"Thy plaintive anthem fades"
Iven Webster. Coming to you live from Purgatory.
Call It What You May

Gosh Crimea’s been annexed and Scotland is voting on its independence tomorrow does this mean I have to throw out globe???

posted 2 days ago @ 17 Sep 2014 with 1 note



reblogged 4 days ago @ 15 Sep 2014 with 40 notes via/source
People too often conceive of worldbuilding strictly as background research, as a sort of dry and exhaustive homework. Every tiny and immediate detail in a story can be worldbuilding. Every button and widget can imply or reveal something to the reader. You can replace pages of deadly boring infodump with a few comments in conversation, a few glances at what people wear or eat or venerate. You shouldn’t think of worldbuilding as something boxed off from the rest of the text. it can be intrinsic with dialogue, description, etc. It’s crucial (and liberating) to realize that every word you put on a page can and should perform multiple duties simultaneously. Description can be worldbuilding. Dialogue can be character development. Messages within messages, revelation within revelation. Also, remember that nobody can follow all these guidelines all the time without exception or flaw. The point is just to keep aiming higher. It’s art as well as craft. Some parts of it you can measure almost scientifically. Some parts are mad whack inscrutable alchemy. But chances are, if you work hard to lay a solid foundation of craft, you’ll strengthen everything that’s more numinous and subjective, too. There is no “one true way” to write anything, nor one true goal in writing/publishing. Treasure beautiful oddballs and weird experiments.
Scott Lynch, author of the Gentlemen Bastards series, on world-building and the craft of writing and publishing, as collated from a series of tweets I woke up to this morning, (via theletterdee)    
reblogged 4 days ago @ 15 Sep 2014 with 4,415 notes via/source


a lot of people have been made to feel ashamed for thinking sex is gross, or being indifferent to sex, or not being interested in romance. a lot of people have also been made to feel ashamed for having sexual and/or romantic desires at all. these things overlap.

so please, we need to tread lightly when we talk about each other.

it’s a common coping mechanism to make fun of what we perceive as the ‘normal’, but in the realm of sexuality, there are a lot of not-normals, and often there will not be a clear ‘normalcy’ differential between two of us chosen at random.

think before you make jokes, let alone serious statements, and make sure you’re not accidentally echoing an age-old prejudice that has beaten down someone else, just because it isn’t the specific age-old prejudice that beat down you.

reblogged 4 days ago @ 15 Sep 2014 with 306 notes via/source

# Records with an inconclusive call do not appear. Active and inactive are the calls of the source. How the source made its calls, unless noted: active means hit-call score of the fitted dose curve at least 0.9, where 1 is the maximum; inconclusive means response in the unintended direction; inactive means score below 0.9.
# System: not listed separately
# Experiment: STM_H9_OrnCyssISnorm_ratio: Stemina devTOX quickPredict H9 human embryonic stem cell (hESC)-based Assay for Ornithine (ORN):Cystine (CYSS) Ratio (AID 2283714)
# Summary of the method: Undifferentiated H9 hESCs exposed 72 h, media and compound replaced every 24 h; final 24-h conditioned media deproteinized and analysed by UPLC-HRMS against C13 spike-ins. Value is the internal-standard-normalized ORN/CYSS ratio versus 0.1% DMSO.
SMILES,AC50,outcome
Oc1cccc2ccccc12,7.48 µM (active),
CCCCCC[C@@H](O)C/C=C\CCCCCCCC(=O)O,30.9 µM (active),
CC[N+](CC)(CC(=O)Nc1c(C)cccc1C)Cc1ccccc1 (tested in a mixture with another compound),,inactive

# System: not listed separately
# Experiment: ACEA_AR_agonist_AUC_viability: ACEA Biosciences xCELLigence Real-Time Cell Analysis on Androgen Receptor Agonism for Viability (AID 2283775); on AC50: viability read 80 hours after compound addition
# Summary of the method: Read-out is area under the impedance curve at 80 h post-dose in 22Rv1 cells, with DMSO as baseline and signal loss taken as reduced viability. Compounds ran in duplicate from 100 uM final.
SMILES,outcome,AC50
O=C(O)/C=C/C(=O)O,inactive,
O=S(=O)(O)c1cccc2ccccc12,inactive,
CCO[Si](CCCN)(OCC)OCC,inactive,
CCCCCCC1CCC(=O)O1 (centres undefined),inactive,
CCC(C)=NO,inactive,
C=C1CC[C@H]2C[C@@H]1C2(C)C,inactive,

Welcome to my twisted mind. Behold this picture of a white woman smoking. Lay witness to some pastel flowers. So fucking twisted.

reblogged 5 days ago @ 14 Sep 2014 with 40,444 notes via/source
reblogged 5 days ago @ 14 Sep 2014 with 36,491 notes via/source



VIDEO:Introducing French Afro-Cuban Twin Sisters Ibeyi & Their Yoruba Doom Soul

Ibeyi, made up of Cuban-born, Paris-based twin sisters Naomi and Lisa-Kaindé Díaz, is an electronic doom soul duo who are forging a new spiritual sound with their debut EP Oya. The 19-year-old musicians are XL Recordings‘ newest signees, and their introductory singles “Oya” and “River” possess a hypnotic blend of hip-hop, electronica, and blues infused with Yoruba prayers and folk songs that will transport you to a higher realm upon first listen.

Singing in French, English, Spanish and Yoruba, Ibeyi count among their primary influences Nina Simone, Meshell Ndegeocello, James Blake and their late father, the celebrated Cuban jazz percussionist Miguel “Anga” Diaz. Ibeyi’s vocal range, which wavers from the raspy and wraith-like to the sonorous and divine, is ideal for their sonic palette which revels in the phantasmagorical groove of liturgical Yoruba songs. Besides singing in Yoruba–which was brought to Cuba by West African slaves–Ibeyi honor their father’s legacy and Afro-Cuban heritage through their percussive production and use of live instruments. Beatsmith Naomi plays both the cajón and the batá while Lisa-Kaindé remains more in tune with the musical mythos of Ibeyi’s sound by weaving Yoruba lore deeply into their lyrics. “River” is dedicated to the goddess Oshun (the mother of the Ibeyi, and their first single and EP are both named for  Oya (the benevolent orisha who took the Ibeyi in after Oshun was accused of witchcraft for birthing twins and kicked them out).

Read More

I love this so much

reblogged 5 days ago @ 14 Sep 2014 with 7,268 notes via/source

My life amounts to no more than one drop in a limitless ocean. Yet what is any ocean, but a multitude of drops?

reblogged 5 days ago @ 14 Sep 2014 with 701 notes via/source